Finally, don't forget to obtain certificates of insurance from all your subcontractors that verify their workers compensation and liability coverage. This is critical, because many insurance companies now are auditing for their increased exposure when your coverage as the general contractor exceeds the coverage for the subcontractor.
For instance, if you have $2 million in coverage and your sub only has $100,000, you could be audited and made to pay the difference in coverage costs.
To avoid this, have your subs boost their coverage, or reduce yours. As for those contractors who claim they have no employees but seem to have “workers” on the job site — a sub of a sub — make them retain minimum coverage workers compensation policies.
These policies are an inexpensive firewall in case one of those subcontractors is later deemed to be an employee, or the contracting company hires employees at a later date.
Phone/Communication Expenses — Are All Lines Necessary?
There are several ways to reduce communication expenses. It may be worthwhile to sign up for a cellular plan that has a higher base fee but provides tons of off-peak minutes and decent peak-hours minutes.
You also can form a group of fellow plan users so you can pool and share minutes.
Another way to trim costs would be to drop your answering service and replace it with an answering machine, or use the voicemail service that your phone service provides.
If things get really tight, have your employees pay for their personal use of company phones. Also, consider dropping the land line altogether, dropping dedicated fax and Internet lines and subscribing to a communication package that combines voice and Internet or DSL.
Utilities — Practice What You Preach
We know how to help our customers cut utility costs by insulating their water heater, installing weather stripping, adding sweeps to the doors, improving overall insulation and even turning off that extra refrigerator, so we should do the same for our offices.
Likewise, you can install lower wattage light bulbs or energy-efficient fluorescent lighting. You should also consider using timers, motion detectors or indicator lights in rooms that aren’t always occupied but where lights are often left on.
Finally, to ride out what’s left of the winter, you may want to install a set-back thermostat for the office and warehouse and wear sweaters and heavier clothing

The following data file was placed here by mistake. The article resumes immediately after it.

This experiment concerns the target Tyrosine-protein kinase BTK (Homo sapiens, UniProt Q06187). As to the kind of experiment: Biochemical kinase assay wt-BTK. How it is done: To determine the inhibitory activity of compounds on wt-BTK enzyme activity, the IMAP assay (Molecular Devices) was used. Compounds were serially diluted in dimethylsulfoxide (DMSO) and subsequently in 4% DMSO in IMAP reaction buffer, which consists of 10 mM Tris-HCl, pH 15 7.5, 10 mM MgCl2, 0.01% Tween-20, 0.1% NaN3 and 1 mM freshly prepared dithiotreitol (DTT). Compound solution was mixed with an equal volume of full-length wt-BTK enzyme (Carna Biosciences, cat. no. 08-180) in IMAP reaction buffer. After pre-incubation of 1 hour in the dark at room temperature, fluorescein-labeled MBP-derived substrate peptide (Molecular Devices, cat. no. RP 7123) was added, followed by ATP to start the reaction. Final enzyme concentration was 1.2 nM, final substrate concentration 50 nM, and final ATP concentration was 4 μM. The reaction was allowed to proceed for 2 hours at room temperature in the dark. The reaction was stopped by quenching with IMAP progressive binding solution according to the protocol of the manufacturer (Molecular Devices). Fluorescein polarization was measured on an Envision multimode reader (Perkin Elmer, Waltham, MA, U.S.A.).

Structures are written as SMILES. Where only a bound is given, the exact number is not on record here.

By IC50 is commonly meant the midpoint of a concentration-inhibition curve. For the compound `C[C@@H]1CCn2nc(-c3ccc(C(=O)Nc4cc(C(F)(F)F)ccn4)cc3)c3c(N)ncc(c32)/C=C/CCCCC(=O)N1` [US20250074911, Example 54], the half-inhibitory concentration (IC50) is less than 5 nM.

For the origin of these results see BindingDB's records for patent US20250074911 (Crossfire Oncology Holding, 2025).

Loan Interest — The Big ‘If’
If your bank or lender will work with you — and that’s a big if — consolidate your loans at new, lower rates. Also, try to refinance any large loans.
Secure a line of credit. It’s best to do this when your bank is open to lending and when you don’t really have an immediate need for the line of credit.
Finally, consider moving short-term debt to long-term debt in order to free up any current cash needs.
Advertising — Cut Back, But Not Drastically
When cutting advertising, don’t cut too severely because now is the time to keep your name in front of as many potential prospects as you can.
Cut back on Yellow Pages advertising and focus on using the Internet and electronic communication to get your message to potential prospects. Whether print or electronic, get advertising help by asking manufacturers or major distributors for cooperative advertising dollars.
Don’t forget to perform simple upkeep on signs and their frames on your trucks and in your office. Keeping your signs up to snuff will project success and trust during the downturn.
Promotions — Worth Trimming
Unlike advertising, it is probably wise to cut back on your promotions and promotional material and to target your marketing.
This might mean postponing your purchase of company shirts, coffee mugs, pens, calendars and holiday cards. You can also drop your sports sponsorship or ask parents and players to share the costs. Also, stop thinking that you have to buy coffee and donuts every time you come to a job.
Instead, only buy promotional items that convey a clear-cut business value. Use direct mail, newsletters to past customers and neighbor letters to target your marketing.
Instead of a holiday card, send a holiday newsletter this year. It will get your name out in front of prospects while telling them so much more about your business.